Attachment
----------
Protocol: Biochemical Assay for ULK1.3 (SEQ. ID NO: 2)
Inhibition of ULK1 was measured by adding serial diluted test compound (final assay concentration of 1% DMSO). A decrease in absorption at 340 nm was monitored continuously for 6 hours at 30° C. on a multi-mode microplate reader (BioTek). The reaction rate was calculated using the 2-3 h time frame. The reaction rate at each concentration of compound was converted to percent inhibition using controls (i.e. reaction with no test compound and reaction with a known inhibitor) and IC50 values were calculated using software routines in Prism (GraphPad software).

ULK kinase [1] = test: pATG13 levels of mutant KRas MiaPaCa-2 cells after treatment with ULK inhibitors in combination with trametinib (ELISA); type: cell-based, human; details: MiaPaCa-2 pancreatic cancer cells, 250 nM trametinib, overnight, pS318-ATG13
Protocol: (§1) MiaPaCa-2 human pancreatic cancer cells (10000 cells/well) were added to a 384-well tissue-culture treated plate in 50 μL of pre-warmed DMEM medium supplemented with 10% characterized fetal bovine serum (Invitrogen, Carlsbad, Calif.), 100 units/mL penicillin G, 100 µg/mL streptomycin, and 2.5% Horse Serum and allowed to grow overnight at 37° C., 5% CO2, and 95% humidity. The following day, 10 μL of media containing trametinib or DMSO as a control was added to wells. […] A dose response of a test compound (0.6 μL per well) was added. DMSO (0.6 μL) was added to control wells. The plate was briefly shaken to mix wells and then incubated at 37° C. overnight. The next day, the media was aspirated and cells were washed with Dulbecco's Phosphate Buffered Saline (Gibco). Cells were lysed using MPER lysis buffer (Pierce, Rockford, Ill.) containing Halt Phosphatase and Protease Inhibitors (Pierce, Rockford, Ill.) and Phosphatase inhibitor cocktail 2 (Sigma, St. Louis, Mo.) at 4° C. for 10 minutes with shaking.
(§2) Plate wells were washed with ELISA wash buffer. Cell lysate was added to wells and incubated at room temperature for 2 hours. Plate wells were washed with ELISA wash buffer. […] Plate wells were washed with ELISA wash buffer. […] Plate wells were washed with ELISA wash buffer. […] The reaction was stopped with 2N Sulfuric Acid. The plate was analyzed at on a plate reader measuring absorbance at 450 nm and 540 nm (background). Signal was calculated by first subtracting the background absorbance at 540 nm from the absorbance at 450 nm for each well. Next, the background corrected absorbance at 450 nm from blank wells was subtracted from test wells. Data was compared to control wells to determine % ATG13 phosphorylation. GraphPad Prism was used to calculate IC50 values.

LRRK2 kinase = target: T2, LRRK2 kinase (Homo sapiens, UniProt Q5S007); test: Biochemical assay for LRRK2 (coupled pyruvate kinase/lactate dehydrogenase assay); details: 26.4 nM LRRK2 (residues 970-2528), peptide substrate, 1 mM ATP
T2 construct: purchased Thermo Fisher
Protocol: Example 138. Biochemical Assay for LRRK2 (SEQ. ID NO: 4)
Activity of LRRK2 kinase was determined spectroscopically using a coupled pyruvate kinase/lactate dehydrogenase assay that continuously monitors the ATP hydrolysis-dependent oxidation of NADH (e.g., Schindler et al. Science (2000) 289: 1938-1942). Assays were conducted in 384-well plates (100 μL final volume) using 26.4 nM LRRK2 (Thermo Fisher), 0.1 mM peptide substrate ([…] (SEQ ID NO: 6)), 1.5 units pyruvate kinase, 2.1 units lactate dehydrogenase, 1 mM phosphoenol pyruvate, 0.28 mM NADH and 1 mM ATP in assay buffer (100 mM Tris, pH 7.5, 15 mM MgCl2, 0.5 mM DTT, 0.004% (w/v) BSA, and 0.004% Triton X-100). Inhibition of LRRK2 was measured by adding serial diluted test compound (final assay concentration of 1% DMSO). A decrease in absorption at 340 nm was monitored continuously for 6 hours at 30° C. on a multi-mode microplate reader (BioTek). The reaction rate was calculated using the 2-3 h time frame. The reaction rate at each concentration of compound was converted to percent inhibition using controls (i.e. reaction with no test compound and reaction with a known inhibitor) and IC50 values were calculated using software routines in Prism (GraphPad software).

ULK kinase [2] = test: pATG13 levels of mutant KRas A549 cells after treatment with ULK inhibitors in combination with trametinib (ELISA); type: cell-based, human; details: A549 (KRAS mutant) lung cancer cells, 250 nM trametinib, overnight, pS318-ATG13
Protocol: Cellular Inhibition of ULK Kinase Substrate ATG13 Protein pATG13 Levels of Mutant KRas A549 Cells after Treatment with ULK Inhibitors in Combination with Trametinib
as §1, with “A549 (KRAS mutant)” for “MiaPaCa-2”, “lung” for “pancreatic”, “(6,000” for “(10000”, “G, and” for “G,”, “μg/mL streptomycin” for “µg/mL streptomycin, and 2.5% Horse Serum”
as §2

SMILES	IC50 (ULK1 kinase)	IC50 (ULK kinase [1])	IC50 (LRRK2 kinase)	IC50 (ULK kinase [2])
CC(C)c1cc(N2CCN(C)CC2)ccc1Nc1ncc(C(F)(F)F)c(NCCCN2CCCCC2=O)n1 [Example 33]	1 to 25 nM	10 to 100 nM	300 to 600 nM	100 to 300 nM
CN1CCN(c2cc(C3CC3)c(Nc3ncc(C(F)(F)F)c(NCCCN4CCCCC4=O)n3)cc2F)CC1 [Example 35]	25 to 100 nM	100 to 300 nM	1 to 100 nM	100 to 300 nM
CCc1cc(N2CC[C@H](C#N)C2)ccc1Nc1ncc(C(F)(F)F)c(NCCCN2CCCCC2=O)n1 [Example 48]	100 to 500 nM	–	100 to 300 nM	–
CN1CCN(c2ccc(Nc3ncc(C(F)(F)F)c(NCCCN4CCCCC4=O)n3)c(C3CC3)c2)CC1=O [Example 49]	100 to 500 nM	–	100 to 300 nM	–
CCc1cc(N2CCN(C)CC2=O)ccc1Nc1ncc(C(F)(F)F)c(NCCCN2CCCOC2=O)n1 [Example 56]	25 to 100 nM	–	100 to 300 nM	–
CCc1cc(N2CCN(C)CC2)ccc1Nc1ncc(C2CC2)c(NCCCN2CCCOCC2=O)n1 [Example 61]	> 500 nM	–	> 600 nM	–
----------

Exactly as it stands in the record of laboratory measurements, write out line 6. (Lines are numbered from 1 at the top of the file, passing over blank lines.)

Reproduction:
LRRK2 kinase = target: T2, LRRK2 kinase (Homo sapiens, UniProt Q5S007); test: Biochemical assay for LRRK2 (coupled pyruvate kinase/lactate dehydrogenase assay); details: 26.4 nM LRRK2 (residues 970-2528), peptide substrate, 1 mM ATP